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Ujima Village Opens up on the South Side

Photo by Chris Shuttlesworth
Ujima Village, a homeless shelter for youth, opened its doors over the summer, serving up to 24 high school and college age individuals who are homeless each night. Photo by Chris Shuttlesworth

After managing six different support programs, Unity Parenting & Counseling has opened a new overnight homeless shelter at 7320 S. Yale Ave. for youth in high school or college who lack family and emotional support.

The Ujima Village center opened Aug. 19. Mayor Rahm Emanuel announced the center was opening as part of the city’s ongoing seven-year program to fight the homelessness epidemic in Chicago.

According to the center’s Executive Director Flora Koppel, the shelter’s doors are open only from 8:15 p.m. to 8:30 p.m. each night. The agency allows only 24 people to come inside during that 15-minute period because of the lack of beds and resources in the shelter, she said.

The youth at the shelter fall into three categories: the ones who have no jobs, those who previously had jobs and those who currently have jobs.

Some of the young adults said being at Ujima Village is better than being anywhere else, while some believe that this won’t be their last destination.

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“If I stayed with other family members then there will be a lot of confusion and conflicts that wouldn’t end too good,” said Anthony Johnson, 21, who has been homeless for three years and is unemployed.

“I do have friends that want to take me in, but I would have to pay in order to stay with them,” Johnson said. “Right now I can’t stay with them because financially I am not able to. That’s why I believe that Ujima Village programs are perfect for individuals like me.”

With winter approaching fast, Johnson said he hopes to find a place so that he won’t have to walk several hours around the city while he waits for the shelter to open up.

While many others like Johnson struggle with homelessness, one particular woman said she finds being homeless a blessing instead of a curse.

Victoria Cook, 19, has been homeless for two weeks. But she said she doesn’t see herself as a homeless person and is different from the teens and young adults around her.

“We’re all in the same situation, but there are a lot of different personalities,” Cook said. “I see myself a little bit more successful than most people who have been here. I’ve only been here two weeks, and I already have a job, but others have been here for months and haven’t done anything.”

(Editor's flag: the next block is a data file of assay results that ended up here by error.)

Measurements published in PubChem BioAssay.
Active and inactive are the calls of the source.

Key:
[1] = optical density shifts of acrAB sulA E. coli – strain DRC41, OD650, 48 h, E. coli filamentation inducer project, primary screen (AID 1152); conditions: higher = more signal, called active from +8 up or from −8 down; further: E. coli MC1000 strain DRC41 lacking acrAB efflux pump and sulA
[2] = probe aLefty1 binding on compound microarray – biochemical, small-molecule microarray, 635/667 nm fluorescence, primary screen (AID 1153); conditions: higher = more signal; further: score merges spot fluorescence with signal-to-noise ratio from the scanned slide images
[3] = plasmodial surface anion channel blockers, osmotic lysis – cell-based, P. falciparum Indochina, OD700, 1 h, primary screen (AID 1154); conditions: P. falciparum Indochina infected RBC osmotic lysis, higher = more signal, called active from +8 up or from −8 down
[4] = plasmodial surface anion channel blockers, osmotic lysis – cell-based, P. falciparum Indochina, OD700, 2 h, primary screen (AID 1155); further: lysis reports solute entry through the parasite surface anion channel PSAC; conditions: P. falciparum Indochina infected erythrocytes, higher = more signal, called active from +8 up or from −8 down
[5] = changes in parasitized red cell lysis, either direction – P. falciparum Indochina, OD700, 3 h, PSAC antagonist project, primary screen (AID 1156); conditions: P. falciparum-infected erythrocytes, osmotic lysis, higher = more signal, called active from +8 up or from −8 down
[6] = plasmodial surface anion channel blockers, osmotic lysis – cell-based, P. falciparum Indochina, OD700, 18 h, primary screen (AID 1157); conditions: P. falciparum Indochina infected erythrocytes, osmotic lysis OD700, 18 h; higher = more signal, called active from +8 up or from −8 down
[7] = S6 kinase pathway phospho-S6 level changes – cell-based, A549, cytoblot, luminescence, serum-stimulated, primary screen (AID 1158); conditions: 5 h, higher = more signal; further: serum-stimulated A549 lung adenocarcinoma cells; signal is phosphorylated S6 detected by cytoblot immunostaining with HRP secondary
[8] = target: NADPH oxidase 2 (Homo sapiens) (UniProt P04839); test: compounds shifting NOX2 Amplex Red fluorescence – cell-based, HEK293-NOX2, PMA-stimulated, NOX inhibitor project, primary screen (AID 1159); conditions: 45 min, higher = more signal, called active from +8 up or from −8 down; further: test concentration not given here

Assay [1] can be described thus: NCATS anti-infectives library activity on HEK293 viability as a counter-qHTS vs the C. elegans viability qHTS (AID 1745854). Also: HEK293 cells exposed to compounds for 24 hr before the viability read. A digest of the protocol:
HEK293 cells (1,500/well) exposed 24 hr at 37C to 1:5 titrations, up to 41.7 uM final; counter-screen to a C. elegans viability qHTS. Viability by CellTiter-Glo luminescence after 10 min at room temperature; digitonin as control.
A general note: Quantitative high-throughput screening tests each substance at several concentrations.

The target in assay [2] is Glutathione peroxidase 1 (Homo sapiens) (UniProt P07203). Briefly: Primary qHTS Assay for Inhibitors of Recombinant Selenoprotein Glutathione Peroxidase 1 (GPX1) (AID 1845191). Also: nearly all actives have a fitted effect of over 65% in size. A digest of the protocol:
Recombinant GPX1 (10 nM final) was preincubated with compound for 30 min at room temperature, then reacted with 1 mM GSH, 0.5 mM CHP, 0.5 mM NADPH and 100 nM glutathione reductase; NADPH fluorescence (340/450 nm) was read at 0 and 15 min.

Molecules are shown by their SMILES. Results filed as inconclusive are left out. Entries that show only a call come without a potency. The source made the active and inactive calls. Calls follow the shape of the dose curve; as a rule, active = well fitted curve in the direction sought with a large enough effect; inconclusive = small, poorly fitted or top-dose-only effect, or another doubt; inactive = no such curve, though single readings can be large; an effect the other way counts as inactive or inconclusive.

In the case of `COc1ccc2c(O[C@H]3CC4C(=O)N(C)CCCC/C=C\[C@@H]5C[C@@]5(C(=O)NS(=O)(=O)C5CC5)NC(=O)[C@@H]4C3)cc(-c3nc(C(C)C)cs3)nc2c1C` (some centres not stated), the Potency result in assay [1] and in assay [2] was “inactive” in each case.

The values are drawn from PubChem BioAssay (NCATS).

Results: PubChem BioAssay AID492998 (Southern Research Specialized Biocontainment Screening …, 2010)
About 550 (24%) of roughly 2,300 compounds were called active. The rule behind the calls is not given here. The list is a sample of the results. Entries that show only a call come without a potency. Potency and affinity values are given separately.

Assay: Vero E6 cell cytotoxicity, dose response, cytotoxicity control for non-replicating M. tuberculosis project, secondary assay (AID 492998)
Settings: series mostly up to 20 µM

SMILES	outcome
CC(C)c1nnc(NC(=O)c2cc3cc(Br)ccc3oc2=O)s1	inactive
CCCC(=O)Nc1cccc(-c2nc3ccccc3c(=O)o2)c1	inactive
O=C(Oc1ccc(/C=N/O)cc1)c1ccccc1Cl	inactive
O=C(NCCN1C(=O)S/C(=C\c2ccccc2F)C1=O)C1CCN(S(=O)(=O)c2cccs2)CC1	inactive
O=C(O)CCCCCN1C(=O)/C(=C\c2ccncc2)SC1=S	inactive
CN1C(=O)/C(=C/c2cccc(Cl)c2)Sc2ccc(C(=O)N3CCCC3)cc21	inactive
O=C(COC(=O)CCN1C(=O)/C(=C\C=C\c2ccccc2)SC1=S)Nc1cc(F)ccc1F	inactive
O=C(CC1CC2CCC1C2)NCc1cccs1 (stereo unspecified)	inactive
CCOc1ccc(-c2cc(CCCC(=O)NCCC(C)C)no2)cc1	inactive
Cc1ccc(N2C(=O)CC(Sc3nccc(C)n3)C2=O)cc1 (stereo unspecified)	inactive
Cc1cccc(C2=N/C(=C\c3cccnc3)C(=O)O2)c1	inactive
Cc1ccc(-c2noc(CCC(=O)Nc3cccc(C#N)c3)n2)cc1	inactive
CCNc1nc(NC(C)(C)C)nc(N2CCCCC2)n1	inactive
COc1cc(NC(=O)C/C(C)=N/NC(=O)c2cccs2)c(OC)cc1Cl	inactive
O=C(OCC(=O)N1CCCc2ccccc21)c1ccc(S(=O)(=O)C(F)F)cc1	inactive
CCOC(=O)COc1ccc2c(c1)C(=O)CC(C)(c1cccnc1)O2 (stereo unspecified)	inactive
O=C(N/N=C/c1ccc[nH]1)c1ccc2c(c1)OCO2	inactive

Cook said she decided to become homeless after her mother passed away. She explained that the Navy removed her from basic training after doctors misdiagnosed her with post-traumatic stress disorder (PTSD), an anxiety disorder.

She said her diagnosis by the military doctors was an excuse to cut back financially on soldiers returning home.

“I thought it was a bogus excuse,” Cook said. “But I chose to be homeless because of what I was going through. I didn’t want to go back to where I was living because I didn’t want to deal with the situations by myself.”

Despite her recent circumstances, Cook still manages to stay positive in spite of her tough challenges.

[pullquote]“What I have is hope, which a lot of people here don’t have,” Cook said. “I am not going to stay in this situation for too long.”[/pullquote]

Supportive Services Supervisor Anne Holcomb said youth like Cook thrive under structured programs such as the military and job core. She believes that most adults like her take advantage of the resources that are given to them.

“Most adults like Victoria [Cook] are either working or attending college,” Holcomb said. “They are very highly skilled intellectually and are striving to function in society.”

She also said the adults are self-motivated, self-directed and don’t need a lot of social services. Most just need a place to stay until they get themselves together, she added.

Holcomb said while there are some youth who can do well during the process of homelessness, others with major illness such as mental health issues or physical disabilities can have more of a difficult time conquering their trials.

Kari O’Doran, who was homeless in her teens but is now a youth engagement worker, spoke of her transition from being once homeless with nowhere to go to overcoming her challenges as a young adult.

“In order to get out of these type of situations, you must let go of any negative person, place or thing that is holding you down,” said O’Doran.

“It’s very important to let go of those situations,” O’Doran said. “It can hold you back and create negative patterns in your life that can be very difficult to snap out of.”

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